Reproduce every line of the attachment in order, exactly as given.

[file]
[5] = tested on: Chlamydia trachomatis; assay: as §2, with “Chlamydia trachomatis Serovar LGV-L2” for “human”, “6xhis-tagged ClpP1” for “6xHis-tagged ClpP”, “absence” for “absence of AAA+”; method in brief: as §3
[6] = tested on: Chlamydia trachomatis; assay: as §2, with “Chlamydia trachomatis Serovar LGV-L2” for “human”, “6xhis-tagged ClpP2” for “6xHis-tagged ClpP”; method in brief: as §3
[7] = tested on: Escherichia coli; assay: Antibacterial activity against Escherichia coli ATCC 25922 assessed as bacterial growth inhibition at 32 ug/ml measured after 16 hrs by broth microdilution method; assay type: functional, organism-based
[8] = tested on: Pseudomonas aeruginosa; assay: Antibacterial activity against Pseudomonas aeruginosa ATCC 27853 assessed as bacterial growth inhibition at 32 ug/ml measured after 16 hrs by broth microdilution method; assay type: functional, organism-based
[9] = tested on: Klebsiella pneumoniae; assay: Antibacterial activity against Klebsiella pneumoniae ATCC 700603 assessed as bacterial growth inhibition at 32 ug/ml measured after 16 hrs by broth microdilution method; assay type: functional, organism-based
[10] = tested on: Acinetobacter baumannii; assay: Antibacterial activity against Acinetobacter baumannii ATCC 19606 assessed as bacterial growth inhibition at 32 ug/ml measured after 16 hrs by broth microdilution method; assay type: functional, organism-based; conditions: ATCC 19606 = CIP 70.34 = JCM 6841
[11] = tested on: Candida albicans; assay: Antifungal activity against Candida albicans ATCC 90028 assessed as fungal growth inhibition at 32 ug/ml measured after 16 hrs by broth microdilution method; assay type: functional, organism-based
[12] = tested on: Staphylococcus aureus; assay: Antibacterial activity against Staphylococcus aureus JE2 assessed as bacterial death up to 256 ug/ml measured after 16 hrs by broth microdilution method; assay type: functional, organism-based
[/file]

[5] = tested on: Chlamydia trachomatis; assay: as §2, with “Chlamydia trachomatis Serovar LGV-L2” for “human”, “6xhis-tagged ClpP1” for “6xHis-tagged ClpP”, “absence” for “absence of AAA+”; method in brief: as §3
[6] = tested on: Chlamydia trachomatis; assay: as §2, with “Chlamydia trachomatis Serovar LGV-L2” for “human”, “6xhis-tagged ClpP2” for “6xHis-tagged ClpP”; method in brief: as §3
[7] = tested on: Escherichia coli; assay: Antibacterial activity against Escherichia coli ATCC 25922 assessed as bacterial growth inhibition at 32 ug/ml measured after 16 hrs by broth microdilution method; assay type: functional, organism-based
[8] = tested on: Pseudomonas aeruginosa; assay: Antibacterial activity against Pseudomonas aeruginosa ATCC 27853 assessed as bacterial growth inhibition at 32 ug/ml measured after 16 hrs by broth microdilution method; assay type: functional, organism-based
[9] = tested on: Klebsiella pneumoniae; assay: Antibacterial activity against Klebsiella pneumoniae ATCC 700603 assessed as bacterial growth inhibition at 32 ug/ml measured after 16 hrs by broth microdilution method; assay type: functional, organism-based
[10] = tested on: Acinetobacter baumannii; assay: Antibacterial activity against Acinetobacter baumannii ATCC 19606 assessed as bacterial growth inhibition at 32 ug/ml measured after 16 hrs by broth microdilution method; assay type: functional, organism-based; conditions: ATCC 19606 = CIP 70.34 = JCM 6841
[11] = tested on: Candida albicans; assay: Antifungal activity against Candida albicans ATCC 90028 assessed as fungal growth inhibition at 32 ug/ml measured after 16 hrs by broth microdilution method; assay type: functional, organism-based
[12] = tested on: Staphylococcus aureus; assay: Antibacterial activity against Staphylococcus aureus JE2 assessed as bacterial death up to 256 ug/ml measured after 16 hrs by broth microdilution method; assay type: functional, organism-based